Oscar Moore (1916 - 1981), and his brother Johnny Moore, began studying the guitar in Texas as grade schoolers and by the time they were teenagers they were both playing professionally. The Moore brothers played rhythm and blues together until Oscar was drawn to jazz by another Texas guitar player, Charlie Christian. Johnny Moore continued to pursue R & B.
Oscar Moore moved to Los Angeles in the 1930's and by that time he was already an accomplished jazz musician. In Los Angeles he played with both the Lionel Hampton and Art Tatum groups and was later picked up by Nat Cole for a job at a Los Angeles night club. The legend goes that the drummer didn't show up for the group's first show and the trio was born.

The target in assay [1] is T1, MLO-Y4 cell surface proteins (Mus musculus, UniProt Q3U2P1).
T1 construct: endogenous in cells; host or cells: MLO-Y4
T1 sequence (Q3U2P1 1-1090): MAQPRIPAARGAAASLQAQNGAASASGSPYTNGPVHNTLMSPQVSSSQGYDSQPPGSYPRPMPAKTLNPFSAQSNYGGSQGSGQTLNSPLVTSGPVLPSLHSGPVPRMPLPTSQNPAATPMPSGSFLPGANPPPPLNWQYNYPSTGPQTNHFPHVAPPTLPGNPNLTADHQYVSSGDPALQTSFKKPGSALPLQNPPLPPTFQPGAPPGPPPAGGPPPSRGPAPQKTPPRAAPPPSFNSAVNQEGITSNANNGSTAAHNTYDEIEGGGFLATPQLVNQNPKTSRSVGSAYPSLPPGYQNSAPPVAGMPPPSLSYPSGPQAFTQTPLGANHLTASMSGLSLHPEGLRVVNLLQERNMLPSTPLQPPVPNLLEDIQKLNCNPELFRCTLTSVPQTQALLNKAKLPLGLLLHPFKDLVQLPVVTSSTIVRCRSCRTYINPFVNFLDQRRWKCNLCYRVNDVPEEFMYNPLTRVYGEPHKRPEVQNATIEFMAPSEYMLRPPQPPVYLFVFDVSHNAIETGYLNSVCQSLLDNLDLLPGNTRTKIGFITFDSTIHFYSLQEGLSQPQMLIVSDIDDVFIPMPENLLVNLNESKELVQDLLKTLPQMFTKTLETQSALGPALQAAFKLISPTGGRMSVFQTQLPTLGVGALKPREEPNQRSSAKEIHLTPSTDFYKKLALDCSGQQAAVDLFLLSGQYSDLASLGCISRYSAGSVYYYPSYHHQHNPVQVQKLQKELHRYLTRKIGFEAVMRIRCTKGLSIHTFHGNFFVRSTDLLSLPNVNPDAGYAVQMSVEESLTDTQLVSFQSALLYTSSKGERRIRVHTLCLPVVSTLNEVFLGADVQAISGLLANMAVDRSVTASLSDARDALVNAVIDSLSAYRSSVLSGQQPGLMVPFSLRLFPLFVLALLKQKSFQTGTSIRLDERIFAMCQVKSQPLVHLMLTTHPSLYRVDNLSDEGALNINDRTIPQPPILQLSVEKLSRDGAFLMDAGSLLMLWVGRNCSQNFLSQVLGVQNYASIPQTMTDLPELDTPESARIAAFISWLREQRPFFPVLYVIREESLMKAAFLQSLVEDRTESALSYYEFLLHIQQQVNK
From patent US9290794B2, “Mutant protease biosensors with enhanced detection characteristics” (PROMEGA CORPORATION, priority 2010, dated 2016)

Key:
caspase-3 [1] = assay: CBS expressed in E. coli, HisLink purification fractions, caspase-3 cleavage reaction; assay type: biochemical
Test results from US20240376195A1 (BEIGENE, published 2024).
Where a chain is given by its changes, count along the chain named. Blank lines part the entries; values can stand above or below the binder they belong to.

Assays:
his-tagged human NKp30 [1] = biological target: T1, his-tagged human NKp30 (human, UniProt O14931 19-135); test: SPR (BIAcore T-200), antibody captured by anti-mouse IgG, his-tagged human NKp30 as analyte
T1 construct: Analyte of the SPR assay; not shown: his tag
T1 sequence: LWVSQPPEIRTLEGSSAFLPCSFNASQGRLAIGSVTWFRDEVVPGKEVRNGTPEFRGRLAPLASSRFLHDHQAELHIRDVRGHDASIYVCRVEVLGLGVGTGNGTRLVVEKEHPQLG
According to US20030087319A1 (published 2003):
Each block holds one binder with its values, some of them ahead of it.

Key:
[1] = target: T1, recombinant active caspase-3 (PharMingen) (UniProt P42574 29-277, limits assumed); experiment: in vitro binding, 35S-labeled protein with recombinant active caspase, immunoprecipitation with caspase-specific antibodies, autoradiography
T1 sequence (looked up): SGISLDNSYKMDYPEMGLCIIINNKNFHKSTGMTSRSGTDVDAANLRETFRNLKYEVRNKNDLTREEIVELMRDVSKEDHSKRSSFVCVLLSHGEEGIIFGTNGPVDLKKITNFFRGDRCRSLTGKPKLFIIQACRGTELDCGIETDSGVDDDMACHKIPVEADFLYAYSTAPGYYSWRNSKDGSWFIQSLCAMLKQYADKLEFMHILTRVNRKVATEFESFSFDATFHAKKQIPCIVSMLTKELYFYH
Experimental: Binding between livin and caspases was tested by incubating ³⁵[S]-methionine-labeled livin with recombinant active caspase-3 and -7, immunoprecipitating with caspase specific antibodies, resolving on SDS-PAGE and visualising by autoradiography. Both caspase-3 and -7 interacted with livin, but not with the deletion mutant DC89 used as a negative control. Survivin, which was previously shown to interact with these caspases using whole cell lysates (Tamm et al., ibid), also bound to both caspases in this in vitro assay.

Oscar Moore's work with the Nat King Cole Trio lasted 10 years and brought him to the forefront of jazz guitarists. Many of his contemporaries and guitarists who came later have acknowledged a huge debt to Oscar Moore. First, Barney Kessel has said, Oscar Moore almost single handedly created the role of the jazz guitar in small combos. And, Kenny Burrell has acknowledged Oscar Moore as the first guitarist he knew of who used the modern jazz chord formations so common today. Oscar Moore's influence is also heard in the playing of young guitarists like Joshua Breakstone.
Oscar Moore won several awards for his playing, most notably from Downbeat, Metronome and Esquire in the early forties. When the King Cole Trio broke up in the late forties, Moore went to work as a session guitarist in Los Angeles and he began playing again with his brother. He appears as a guest on a number of recordings by Johnny Moore's Three Blazers. Eventually he left music altogether except for a brief period in the 1960's.
He settled in Los Angeles as a bricklayer and passed away in 1981.
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